Western American Diocese
Western American Diocese

of His Eminence HILARION,
Metropolitan of Eastern America & New York,
First Hierarch of the Russian Church Abroad,
on the Occasion of the 800th Anniversary of the Birth of the Holy Right-Believing Great Prince Alexander Nevsky
and the Centennial of the I All-Diaspora Council

Greeting my beloved in the Lord brother-archpastors, reverend fathers, and our dear brothers and sisters with love and a feeling of rejoicing in the Mother of God, I sincerely congratulate all of the archpastors, clergy, and laity with both the approaching celebrations of the 800th anniversary of the birth of the Great Prince Alexander Nevsky and the centennial of the I All-Diaspora Council!

What exclamations are befitting for this jubilee year? Of course, the exclamations of the lips of us sinners are by themselves insufficient to worthily glorify the labors and memory of the Great Prince Alexander and the good vinedressers of Christ’s Vineyard in Serbia, who 100 years ago offered a warm canonical haven to the Most Blessed Metropolitan Anthony (Khrapovitsky) of Kiev & Galicia, the archpastors, pastors, and flock of the Russian Church Abroad, and blessed them with the venerable hands of the Eminent members of the Synod of Bishops of the Serbian Orthodox Church, which met at the end of August 1921, to secure their ecclesiastical life beyond the borders of Russia and pastorally nourish the Russian refugees.

In this special year of the 800th anniversary of the birth of the Holy Right-Believing Alexander, that wise diplomat and ruler, and the centennial of the I All-Diaspora Council – which took place from November 21 to December 2, 1921, in Sremski Karlovci – the Russian Orthodox people living in the Diaspora are called to augmented prayer, the doing of good deeds in all respects, and a private examination of the tablets of history, so that, by drawing from it much-needed strength and inspiration, they might continue in fortitude and renewal of spirit the patient bearing of their life’s cross. We celebrate anniversaries in our lives and honor the jubilee celebrant; so must we also unite ourselves in one common assembly and with great zeal confirm ourselves in Holy Orthodoxy, by no means shaming the memory of the Venerable Prince and of our ever-memorable forebears in the Diaspora, or the honor of our dear Mother – the Local Russian Orthodox Church.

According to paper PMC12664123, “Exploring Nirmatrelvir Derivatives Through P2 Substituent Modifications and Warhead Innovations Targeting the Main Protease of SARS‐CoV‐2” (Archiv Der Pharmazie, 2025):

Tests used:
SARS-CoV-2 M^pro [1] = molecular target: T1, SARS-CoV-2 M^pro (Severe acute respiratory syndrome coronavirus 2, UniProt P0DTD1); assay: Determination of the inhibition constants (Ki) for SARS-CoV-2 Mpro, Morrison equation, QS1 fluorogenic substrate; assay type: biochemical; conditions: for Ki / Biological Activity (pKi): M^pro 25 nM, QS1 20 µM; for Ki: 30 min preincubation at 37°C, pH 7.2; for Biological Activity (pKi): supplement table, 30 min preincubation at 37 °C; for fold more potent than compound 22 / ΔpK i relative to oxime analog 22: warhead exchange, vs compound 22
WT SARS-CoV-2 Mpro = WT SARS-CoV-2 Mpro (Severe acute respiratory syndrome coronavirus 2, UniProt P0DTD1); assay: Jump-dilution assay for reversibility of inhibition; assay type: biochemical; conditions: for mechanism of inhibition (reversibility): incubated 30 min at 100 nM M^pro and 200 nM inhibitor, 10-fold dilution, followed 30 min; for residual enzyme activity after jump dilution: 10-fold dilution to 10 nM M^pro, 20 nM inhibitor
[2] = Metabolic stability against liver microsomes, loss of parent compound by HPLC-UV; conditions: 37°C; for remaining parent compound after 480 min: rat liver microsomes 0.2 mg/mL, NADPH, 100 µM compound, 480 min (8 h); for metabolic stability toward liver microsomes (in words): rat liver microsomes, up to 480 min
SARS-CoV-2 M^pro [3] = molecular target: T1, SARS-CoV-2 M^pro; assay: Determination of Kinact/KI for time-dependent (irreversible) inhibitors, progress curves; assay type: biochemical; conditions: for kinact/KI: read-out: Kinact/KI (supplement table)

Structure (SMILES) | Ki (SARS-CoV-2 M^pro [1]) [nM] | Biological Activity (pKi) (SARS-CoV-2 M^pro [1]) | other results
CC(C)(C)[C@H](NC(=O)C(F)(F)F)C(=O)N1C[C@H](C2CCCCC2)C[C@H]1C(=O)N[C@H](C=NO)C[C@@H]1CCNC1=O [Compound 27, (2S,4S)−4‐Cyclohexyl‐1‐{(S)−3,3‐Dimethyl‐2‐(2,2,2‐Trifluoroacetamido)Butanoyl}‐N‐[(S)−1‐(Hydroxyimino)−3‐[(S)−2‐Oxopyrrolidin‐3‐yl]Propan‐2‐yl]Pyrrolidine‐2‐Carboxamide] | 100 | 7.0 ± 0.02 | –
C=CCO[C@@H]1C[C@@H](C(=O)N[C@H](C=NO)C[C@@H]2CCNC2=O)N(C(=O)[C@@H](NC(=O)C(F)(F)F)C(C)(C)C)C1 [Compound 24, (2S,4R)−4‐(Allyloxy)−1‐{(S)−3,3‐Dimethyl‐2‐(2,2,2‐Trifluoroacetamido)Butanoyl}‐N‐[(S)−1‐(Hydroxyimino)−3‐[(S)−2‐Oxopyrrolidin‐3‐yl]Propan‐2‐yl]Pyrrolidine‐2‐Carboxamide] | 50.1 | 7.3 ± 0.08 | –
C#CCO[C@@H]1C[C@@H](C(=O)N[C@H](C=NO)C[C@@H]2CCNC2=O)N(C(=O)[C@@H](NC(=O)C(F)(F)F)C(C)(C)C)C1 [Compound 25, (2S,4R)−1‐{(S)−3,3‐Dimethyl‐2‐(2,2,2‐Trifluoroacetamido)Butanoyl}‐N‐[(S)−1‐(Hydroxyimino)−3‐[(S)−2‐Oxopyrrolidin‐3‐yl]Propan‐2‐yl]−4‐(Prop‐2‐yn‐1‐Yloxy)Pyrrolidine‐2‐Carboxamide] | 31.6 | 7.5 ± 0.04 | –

Calling to remembrance the austere and arduous life of the Right-Believing Alexander, whom the chronicler lauded as “merciful beyond measure,” and the blessings bestowed by God through him, let us gather in spirit around this holy warrior for Orthodoxy, in order to honor his holy memory, remember his life, and learn and spread his legacy. May his name be on the lips and in the hearts of all, from the coming summer celebrations (August 30/September 12) to his winter feast day (November 23/December 6). Let us make a vow before his sacred icon to preserve, according to the measure of our meager strengths, the Faith of our fathers, the Church, and our nationality as gifts from God.